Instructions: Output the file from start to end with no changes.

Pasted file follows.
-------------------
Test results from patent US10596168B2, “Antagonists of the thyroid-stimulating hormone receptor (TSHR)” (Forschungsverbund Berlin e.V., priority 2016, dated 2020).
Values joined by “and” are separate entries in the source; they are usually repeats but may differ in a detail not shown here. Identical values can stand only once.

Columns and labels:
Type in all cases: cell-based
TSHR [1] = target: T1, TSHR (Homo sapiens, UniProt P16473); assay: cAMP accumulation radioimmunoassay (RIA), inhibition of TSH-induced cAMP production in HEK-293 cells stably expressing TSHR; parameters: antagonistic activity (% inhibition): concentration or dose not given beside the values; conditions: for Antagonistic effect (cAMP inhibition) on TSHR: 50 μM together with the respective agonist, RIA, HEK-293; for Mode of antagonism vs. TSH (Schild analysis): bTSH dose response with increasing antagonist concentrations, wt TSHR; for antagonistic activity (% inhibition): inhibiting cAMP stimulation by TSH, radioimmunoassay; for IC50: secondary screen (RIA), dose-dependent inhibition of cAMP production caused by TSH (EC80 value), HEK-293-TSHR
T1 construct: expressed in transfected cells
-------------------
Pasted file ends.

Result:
Test results from patent US10596168B2, “Antagonists of the thyroid-stimulating hormone receptor (TSHR)” (Forschungsverbund Berlin e.V., priority 2016, dated 2020).
Values joined by “and” are separate entries in the source; they are usually repeats but may differ in a detail not shown here. Identical values can stand only once.

Columns and labels:
Type in all cases: cell-based
TSHR [1] = target: T1, TSHR (Homo sapiens, UniProt P16473); assay: cAMP accumulation radioimmunoassay (RIA), inhibition of TSH-induced cAMP production in HEK-293 cells stably expressing TSHR; parameters: antagonistic activity (% inhibition): concentration or dose not given beside the values; conditions: for Antagonistic effect (cAMP inhibition) on TSHR: 50 μM together with the respective agonist, RIA, HEK-293; for Mode of antagonism vs. TSH (Schild analysis): bTSH dose response with increasing antagonist concentrations, wt TSHR; for antagonistic activity (% inhibition): inhibiting cAMP stimulation by TSH, radioimmunoassay; for IC50: secondary screen (RIA), dose-dependent inhibition of cAMP production caused by TSH (EC80 value), HEK-293-TSHR
T1 construct: expressed in transfected cells